Meeting the Needs of the People

Fish Consumption Rates in the Pacific Northwest

Wendee Nicole


Environ Health Perspect. 2013;121(11) 

In This Article

Getting to Implementation

Although implementing new standards costs money, Chris Wilke, director of Puget Sound Waterkeepers, underscores that cleaner water provides economic benefits.[46,47,48] "Commercial fishing used to be very strong in Washington state. We used to have a lot of canneries in Puget Sound, and we have a suppressed consumption rate[1] because there are not as many fish as there used to be," he says.

If waters get cleaned up and fish populations rebound, Wilke reasons, recreational and commercial fishing could expand. Tightening water quality standards also creates benefits in terms of avoided health costs for diseases attributable to toxic pollutants in water.[47,49]

"Fishable/swimmable water is guaranteed to all citizens under the Clean Water Act, and if it's not clean, it needs to be cleaned up," Wilke says. "So often, environmental issues get distilled down into jobs versus the environment, and we're talking about people's health here, not some theoretical environmental protection for one sensitive species. In this case, the sensitive species is people."

Wilke gives an example of how, in practice, current standards fail to protect anglers. "Currently we have a fish consumption advisory in Puget Sound for resident Chinook [blackmouth] because of PCBs," he says. The Department of Health recommends no more than two blackmouth meals per month. "One fish weighs up to twelve pounds, and yet the Department of Fish and Wildlife gives people twenty punches on their card," he says, referring to the mandatory Catch Record Cards that anglers use to track the number and species of fish they land. In other words, it could be argued that there is implicit encouragement to catch more fish than may be safe to eat—avid blackmouth anglers likely consume far more than two meals per month. A disconnect exists between the health advisory and the fishing regulations.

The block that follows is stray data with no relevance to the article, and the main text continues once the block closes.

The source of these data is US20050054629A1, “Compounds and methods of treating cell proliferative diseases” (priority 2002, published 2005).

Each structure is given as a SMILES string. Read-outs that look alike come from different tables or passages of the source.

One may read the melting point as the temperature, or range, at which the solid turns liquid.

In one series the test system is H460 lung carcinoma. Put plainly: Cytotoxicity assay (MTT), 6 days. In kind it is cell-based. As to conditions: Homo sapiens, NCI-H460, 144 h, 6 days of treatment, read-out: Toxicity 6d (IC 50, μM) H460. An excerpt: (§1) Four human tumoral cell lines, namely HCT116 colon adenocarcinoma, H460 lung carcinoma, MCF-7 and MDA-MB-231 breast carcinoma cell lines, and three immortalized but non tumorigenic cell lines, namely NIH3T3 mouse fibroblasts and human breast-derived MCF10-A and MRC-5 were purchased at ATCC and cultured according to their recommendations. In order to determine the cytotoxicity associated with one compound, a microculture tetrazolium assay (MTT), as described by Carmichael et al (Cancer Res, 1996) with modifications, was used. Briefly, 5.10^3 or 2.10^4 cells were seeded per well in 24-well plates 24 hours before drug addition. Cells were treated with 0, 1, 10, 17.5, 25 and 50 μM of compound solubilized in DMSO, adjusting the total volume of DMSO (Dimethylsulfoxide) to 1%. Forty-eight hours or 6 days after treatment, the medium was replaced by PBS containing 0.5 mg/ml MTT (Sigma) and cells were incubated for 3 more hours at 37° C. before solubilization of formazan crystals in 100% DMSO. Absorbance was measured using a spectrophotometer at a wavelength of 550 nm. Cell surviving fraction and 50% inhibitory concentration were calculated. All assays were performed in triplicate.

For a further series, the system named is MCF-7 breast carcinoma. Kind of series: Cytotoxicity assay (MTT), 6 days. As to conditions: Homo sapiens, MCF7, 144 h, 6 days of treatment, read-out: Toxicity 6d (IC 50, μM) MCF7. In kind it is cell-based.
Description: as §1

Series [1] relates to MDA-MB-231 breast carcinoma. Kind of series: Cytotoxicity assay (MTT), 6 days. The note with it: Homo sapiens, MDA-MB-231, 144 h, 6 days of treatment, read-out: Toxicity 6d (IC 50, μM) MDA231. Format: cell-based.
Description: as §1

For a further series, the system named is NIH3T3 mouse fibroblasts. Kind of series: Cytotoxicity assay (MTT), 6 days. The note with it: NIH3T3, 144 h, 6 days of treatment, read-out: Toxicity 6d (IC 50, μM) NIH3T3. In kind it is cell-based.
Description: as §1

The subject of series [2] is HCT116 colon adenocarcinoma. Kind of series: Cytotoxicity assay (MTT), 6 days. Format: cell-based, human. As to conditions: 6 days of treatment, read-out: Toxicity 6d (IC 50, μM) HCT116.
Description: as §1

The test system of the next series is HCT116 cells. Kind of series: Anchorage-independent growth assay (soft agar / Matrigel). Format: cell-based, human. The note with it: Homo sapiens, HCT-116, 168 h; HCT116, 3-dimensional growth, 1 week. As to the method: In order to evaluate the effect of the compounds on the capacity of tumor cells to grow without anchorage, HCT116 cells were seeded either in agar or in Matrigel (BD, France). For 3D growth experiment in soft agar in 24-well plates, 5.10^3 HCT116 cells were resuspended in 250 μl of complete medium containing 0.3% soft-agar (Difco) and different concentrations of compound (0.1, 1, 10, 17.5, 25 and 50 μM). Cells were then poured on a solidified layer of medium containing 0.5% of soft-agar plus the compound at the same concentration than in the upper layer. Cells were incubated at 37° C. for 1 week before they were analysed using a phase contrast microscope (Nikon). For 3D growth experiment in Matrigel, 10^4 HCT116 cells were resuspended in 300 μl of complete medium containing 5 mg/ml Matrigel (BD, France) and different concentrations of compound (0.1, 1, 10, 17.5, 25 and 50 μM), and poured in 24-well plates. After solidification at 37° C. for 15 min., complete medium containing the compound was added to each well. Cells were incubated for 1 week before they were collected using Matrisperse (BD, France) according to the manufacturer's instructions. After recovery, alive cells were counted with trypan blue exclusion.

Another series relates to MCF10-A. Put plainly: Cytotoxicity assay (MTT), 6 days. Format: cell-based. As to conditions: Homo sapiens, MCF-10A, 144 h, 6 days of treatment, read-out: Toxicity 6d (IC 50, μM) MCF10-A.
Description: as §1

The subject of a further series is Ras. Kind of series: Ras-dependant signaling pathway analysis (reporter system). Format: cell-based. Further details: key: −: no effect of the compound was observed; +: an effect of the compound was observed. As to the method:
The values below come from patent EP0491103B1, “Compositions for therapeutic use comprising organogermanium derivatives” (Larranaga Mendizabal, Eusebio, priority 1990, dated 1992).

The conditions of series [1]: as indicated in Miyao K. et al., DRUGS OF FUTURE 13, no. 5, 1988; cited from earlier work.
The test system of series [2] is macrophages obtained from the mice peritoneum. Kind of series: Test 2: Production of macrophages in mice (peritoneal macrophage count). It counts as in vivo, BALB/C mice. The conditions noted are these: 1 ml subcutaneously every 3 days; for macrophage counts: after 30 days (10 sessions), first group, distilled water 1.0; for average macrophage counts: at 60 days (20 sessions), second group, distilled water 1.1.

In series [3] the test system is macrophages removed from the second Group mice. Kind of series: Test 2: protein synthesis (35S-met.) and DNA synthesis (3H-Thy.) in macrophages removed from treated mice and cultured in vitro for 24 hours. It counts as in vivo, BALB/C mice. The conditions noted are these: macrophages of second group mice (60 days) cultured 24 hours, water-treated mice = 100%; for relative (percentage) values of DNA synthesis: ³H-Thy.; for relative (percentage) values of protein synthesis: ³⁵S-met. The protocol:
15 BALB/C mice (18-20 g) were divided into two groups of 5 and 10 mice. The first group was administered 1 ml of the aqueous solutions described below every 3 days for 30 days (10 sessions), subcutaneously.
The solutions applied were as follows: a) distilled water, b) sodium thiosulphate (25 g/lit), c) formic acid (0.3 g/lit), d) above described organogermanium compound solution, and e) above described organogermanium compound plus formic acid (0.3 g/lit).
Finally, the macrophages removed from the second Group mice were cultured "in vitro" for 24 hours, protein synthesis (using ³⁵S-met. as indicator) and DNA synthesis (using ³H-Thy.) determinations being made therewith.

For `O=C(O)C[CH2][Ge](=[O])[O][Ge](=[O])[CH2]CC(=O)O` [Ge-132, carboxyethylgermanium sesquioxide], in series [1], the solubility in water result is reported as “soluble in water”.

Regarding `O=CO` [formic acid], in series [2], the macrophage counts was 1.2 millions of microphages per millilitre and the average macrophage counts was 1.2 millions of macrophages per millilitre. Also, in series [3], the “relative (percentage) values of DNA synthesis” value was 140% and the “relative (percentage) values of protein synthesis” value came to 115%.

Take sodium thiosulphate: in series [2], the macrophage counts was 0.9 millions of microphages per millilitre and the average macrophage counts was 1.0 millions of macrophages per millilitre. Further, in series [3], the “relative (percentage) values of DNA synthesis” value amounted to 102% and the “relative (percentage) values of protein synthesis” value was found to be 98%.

"We all deserve to be able to eat fish without the fear that it will make us sick," says Mihailovich, Indeed, the right to fishable/swimmable water was afforded to all citizens through the 1972 Clean Water Act, although it has taken several decades to see its provisions fully realized.

"The time to study this is over," Mihailovich says. "There are so many studies out there that show we are off target [regulation-wise], and the current number doesn't protect us. We need to look at implementation."